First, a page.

22 and You, November 9, 2020 – Marine Veteran, Firefighter, and Sony recording artist John Preston put himself through physical agony to express to the world the pain he felt after losing his brother to suicide; it has all been documented and can be seen in the groundbreaking new documentary “Carry The Weight.” 

In 2016, Preston’s older brother Michael, a Marine Veteran and police officer, lost his life to suicide after suffering from post-traumatic stress (PTS), which developed from experiences he faced while serving the county and his community. 

To spread awareness of Veterans, law enforcement officers, and firefighters suffering from PTS, he initiated a movement to save lives by embarking on a 630-mile hike along the coast from Palo Alto (Northern California) to San Diego (Southern California).

“I brought along a camera crew comprised of Veterans and first responders to capture my hike through the wilderness, dirt, cities, wind, and rain. For 28 days straight, I traveled 22 miles per day, while carrying a 22-kilogram rucksack by foot.”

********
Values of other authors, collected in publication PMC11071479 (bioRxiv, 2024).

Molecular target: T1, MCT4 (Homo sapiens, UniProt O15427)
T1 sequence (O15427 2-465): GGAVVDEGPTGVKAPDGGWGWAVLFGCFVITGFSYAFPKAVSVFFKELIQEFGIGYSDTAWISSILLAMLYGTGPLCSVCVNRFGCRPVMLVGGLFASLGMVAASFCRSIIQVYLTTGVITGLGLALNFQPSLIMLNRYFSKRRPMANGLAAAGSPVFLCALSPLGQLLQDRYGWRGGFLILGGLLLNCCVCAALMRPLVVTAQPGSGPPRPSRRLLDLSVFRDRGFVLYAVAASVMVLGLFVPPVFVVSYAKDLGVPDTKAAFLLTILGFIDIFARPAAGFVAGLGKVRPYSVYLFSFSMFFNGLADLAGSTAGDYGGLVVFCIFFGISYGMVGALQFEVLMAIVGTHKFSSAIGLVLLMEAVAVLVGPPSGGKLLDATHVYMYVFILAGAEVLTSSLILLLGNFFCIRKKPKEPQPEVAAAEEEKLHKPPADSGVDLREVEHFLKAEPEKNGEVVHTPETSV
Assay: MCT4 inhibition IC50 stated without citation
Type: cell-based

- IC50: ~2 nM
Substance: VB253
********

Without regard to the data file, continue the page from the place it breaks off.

John Preston

The 22-mile hike per day and the 22-kilogram (48 lb.) backpack-like rucksack strongly symbolizes the 22 veteran lives that are lost to suicide on average, every day. 

This groundbreaking new documentary not only details the intimate reality of Preston’s experience of when his brother became one of those 22 Veterans but through heart-to-heart interactions while hiking, it also shares the story of others who have struggled with PTS or have lost a loved one to suicide.

“What’s evident throughout this documentary is how connected so many of us are and how similar some of our stories can be. When being left behind by a loved one after suicide it can often feel like a lonely experience. But, by connecting with others, it motivated me, even more, to hit the ground and prove to Veterans and our first responders that they are important, loved, and together we can move forward,” continued Preston. 

The documentary showcases a determined Preston, who at one point could barely walk due to blisters, as he struggled to carry on with 22 miles in one day, but he managed and will continue advocating and saving veteran lives along the way.